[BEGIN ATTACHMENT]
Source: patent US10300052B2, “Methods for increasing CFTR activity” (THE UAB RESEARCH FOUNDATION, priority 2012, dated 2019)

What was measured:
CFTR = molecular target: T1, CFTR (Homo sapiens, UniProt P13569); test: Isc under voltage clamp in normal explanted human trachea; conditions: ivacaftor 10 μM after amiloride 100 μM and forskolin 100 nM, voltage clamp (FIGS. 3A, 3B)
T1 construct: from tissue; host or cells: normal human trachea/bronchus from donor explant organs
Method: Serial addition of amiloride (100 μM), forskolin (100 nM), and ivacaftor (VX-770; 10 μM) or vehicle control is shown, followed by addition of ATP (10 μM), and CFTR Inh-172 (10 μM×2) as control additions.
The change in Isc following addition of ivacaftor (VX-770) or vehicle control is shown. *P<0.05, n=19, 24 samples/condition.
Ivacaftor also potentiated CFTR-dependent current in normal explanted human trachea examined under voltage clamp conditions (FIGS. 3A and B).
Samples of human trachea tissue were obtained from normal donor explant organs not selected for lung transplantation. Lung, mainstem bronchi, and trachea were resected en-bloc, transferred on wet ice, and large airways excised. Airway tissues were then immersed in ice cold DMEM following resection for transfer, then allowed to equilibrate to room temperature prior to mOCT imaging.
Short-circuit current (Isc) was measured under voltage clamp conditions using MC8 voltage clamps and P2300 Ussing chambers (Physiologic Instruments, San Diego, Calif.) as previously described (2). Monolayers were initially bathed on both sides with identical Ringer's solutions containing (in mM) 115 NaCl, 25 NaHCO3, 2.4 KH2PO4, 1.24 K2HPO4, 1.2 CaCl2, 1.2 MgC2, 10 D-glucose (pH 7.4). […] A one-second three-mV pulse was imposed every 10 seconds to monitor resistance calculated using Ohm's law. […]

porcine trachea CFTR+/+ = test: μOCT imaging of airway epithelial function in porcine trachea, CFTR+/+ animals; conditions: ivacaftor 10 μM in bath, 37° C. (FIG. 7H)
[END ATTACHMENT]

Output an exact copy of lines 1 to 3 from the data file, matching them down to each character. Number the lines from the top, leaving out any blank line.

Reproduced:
Source: patent US10300052B2, “Methods for increasing CFTR activity” (THE UAB RESEARCH FOUNDATION, priority 2012, dated 2019)

What was measured:
CFTR = molecular target: T1, CFTR (Homo sapiens, UniProt P13569); test: Isc under voltage clamp in normal explanted human trachea; conditions: ivacaftor 10 μM after amiloride 100 μM and forskolin 100 nM, voltage clamp (FIGS. 3A, 3B)